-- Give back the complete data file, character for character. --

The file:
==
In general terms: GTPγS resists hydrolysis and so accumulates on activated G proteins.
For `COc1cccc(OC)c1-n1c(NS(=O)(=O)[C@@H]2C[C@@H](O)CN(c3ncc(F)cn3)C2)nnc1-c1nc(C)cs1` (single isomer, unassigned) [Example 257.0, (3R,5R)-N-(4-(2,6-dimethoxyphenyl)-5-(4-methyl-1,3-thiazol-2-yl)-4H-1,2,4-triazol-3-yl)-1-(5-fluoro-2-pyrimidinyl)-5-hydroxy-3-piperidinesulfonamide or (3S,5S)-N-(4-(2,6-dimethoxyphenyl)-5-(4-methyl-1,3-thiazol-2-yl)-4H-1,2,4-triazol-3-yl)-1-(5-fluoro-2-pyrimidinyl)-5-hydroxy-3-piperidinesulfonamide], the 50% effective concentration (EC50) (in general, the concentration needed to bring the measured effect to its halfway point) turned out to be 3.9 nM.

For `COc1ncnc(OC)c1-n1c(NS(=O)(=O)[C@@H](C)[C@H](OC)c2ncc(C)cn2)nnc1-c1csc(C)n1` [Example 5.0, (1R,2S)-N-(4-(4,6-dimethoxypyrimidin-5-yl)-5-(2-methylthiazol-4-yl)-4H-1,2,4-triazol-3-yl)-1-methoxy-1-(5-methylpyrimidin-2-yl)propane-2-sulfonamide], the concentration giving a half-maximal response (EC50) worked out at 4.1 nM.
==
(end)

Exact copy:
In general terms: GTPγS resists hydrolysis and so accumulates on activated G proteins.
For `COc1cccc(OC)c1-n1c(NS(=O)(=O)[C@@H]2C[C@@H](O)CN(c3ncc(F)cn3)C2)nnc1-c1nc(C)cs1` (single isomer, unassigned) [Example 257.0, (3R,5R)-N-(4-(2,6-dimethoxyphenyl)-5-(4-methyl-1,3-thiazol-2-yl)-4H-1,2,4-triazol-3-yl)-1-(5-fluoro-2-pyrimidinyl)-5-hydroxy-3-piperidinesulfonamide or (3S,5S)-N-(4-(2,6-dimethoxyphenyl)-5-(4-methyl-1,3-thiazol-2-yl)-4H-1,2,4-triazol-3-yl)-1-(5-fluoro-2-pyrimidinyl)-5-hydroxy-3-piperidinesulfonamide], the 50% effective concentration (EC50) (in general, the concentration needed to bring the measured effect to its halfway point) turned out to be 3.9 nM.

For `COc1ncnc(OC)c1-n1c(NS(=O)(=O)[C@@H](C)[C@H](OC)c2ncc(C)cn2)nnc1-c1csc(C)n1` [Example 5.0, (1R,2S)-N-(4-(4,6-dimethoxypyrimidin-5-yl)-5-(2-methylthiazol-4-yl)-4H-1,2,4-triazol-3-yl)-1-methoxy-1-(5-methylpyrimidin-2-yl)propane-2-sulfonamide], the concentration giving a half-maximal response (EC50) worked out at 4.1 nM.